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7 thoughts on “The Day Meigs Field Died

  1. Thank you for this excellent story!

    I loved Meigs Airport. It was a jewel for many reasons as pointed out in the story. I flew in and out of Meigs many times in the 80’s and 90’s with great savings in time, money and carbon emissions. When my family and I lived near Chicago before moving to Madison, we’d take our kids there to get “up close and personal” with airplanes and their comings and goings. My son’s interest in becoming a pilot, which he sadly did not live long enough to pursue, was sparked there.

    I remember clearly being aghast when the news broke 10 years ago about out-of-control Daley going in one night and destroying Meigs Field. I was even more aghast that nobody as much as lifted a finger to do anything about it. It was a flat-out criminal act, and nobody did then and has done since anything about it!!!

    And, yes, Emanuel is almost as bad as Daley. But I won’t bore folks with my take on all Emanuel disastrously has and has not done as Daley’s successor.

    Indeed Walker is a complete disaster for Wisconsin. This is partly because the non-extremist members of his Party in the Legislature and on the courts, who should have more sense, for the most part lack the courage to resist most of his disastrous moves.

    But Walker is constrained for the time being to be a saint compared to Daley and Emanuel. Walker has a lot of unquestioned control but not complete control over what happens in our state. Daley had, and Emanuel has, because of the political machines under their control, effectively complete control of what happens at the local, state and federal levels in Chicago and Cook County and nearly complete control of what happens at state and federal levels in the entire state of Illinois.

    Of course Walker and his cronies, like Republiteacans, WMC, other abjectly greedy and short-sighted business people, the likes of the hapless Ron Johnson, and the Koch brothers, are doing all they can to wrest absolute political control over Wisconsin like the mayors of Chicago will have there for the foreseeable future. The only thing that can stop Walker et al. are the people of Wisconsin, and they better get busy before Meigs Field-like, costly and otherwise mindless devastations become commonplace.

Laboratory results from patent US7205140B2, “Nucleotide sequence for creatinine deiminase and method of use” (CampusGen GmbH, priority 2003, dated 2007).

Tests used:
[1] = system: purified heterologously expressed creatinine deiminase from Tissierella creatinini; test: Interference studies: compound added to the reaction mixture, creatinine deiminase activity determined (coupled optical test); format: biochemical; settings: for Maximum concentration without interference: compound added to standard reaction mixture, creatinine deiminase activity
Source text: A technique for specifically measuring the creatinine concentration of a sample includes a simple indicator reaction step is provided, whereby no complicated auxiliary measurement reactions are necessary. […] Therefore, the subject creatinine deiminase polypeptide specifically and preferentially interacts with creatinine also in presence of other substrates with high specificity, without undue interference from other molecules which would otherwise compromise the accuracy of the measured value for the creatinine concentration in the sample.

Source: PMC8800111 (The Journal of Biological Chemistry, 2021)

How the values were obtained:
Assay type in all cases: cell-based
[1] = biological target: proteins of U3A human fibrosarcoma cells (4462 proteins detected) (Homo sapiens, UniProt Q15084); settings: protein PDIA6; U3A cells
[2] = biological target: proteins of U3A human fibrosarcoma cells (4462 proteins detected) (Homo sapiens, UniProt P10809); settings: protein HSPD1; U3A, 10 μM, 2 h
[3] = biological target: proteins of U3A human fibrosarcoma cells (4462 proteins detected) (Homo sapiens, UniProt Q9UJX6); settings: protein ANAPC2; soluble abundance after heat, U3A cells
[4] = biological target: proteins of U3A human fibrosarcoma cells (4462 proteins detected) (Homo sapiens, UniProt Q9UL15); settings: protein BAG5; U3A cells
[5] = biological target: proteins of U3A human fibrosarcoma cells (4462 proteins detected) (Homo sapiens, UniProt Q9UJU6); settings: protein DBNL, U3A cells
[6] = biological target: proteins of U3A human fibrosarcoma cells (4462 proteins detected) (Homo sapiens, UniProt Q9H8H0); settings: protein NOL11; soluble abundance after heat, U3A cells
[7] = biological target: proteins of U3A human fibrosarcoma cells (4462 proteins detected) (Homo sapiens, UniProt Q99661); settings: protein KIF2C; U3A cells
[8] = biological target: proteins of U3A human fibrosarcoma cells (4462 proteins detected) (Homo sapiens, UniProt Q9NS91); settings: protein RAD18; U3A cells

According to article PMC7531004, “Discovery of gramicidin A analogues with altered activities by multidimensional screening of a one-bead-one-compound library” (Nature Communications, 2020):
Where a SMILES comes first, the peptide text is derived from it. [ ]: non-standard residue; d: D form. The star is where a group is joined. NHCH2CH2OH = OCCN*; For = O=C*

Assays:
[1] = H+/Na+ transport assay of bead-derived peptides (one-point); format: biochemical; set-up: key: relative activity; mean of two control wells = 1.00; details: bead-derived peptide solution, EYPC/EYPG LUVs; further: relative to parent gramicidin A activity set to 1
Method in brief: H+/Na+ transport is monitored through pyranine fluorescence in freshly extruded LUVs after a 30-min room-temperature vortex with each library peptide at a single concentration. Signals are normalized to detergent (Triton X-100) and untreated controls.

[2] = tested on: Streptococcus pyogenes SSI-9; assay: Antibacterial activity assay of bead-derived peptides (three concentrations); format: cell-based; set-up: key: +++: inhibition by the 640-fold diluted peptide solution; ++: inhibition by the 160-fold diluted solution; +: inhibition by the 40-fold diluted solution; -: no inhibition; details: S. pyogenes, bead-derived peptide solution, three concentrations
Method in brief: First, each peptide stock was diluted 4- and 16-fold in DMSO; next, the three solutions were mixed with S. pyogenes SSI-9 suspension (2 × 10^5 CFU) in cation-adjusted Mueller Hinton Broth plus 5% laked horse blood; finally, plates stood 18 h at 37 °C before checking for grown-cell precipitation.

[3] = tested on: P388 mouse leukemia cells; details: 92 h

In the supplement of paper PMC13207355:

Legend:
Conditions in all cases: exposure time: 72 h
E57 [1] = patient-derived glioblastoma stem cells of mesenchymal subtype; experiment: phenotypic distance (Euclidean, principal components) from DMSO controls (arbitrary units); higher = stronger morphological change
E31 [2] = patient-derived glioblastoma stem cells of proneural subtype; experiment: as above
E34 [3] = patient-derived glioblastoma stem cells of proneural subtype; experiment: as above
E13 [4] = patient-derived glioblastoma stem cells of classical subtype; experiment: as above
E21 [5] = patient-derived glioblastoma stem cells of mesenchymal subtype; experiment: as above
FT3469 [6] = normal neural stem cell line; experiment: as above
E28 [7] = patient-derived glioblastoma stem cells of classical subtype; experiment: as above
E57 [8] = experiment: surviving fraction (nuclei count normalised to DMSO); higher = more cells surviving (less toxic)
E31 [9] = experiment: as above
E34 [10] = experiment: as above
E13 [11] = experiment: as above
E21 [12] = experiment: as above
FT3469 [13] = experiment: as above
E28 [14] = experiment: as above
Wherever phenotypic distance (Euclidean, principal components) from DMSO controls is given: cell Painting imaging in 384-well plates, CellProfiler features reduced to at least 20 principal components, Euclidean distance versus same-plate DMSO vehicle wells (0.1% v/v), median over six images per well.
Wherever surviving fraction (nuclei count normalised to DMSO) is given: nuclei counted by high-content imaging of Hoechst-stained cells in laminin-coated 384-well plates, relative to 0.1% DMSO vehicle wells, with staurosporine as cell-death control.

Beyond the wiping out of collective bargaining for most public employees, that might still be stopped by the courts (at least if Roggensack is defeated tomorrow), we’ve already seen things like the brazen move to steal the MacKenzie Environmental Education Area from school children and legislation to foster the devastation with iron mining of a swath of Ashalnd and Iron Counties and Lake Superior.

  2. I can see how it would be very inconvenient to lose the field for some people. The upside is that it is a beautiful place to run/walk and bike that everyone can use now. I highly recommend it.

  3. Daley did the right thing here folks. He got rid of a waste of space elite airport that was used by corporate CEOs and instead put in a park and concert venue that is used by tens of thousands of Chicago citizens each year. That’s why there was not much of a fuss once it was gone. The city can actually use the space now.

    • The biggest problem of all is that he left pilots who owned planes that were still on the field with no way to get them out… They all had to pay TENS of thousands of dollars to move them and had to remove the wings to do so, which damages the plane.

    • Even if I accept that it may have been the right thing to do, it was done in the wrong way and that made it NOT the right thing to do. Doing it in the middle of the night behind everyone’s backs, trying to hide it in every way he could to prevent anyone from stopping him…

      He could have put it to a vote and see what the people wanted. Instead he acted single-handed like a dictator without any review of his plans before acting. This makes it a WRONG thing to do.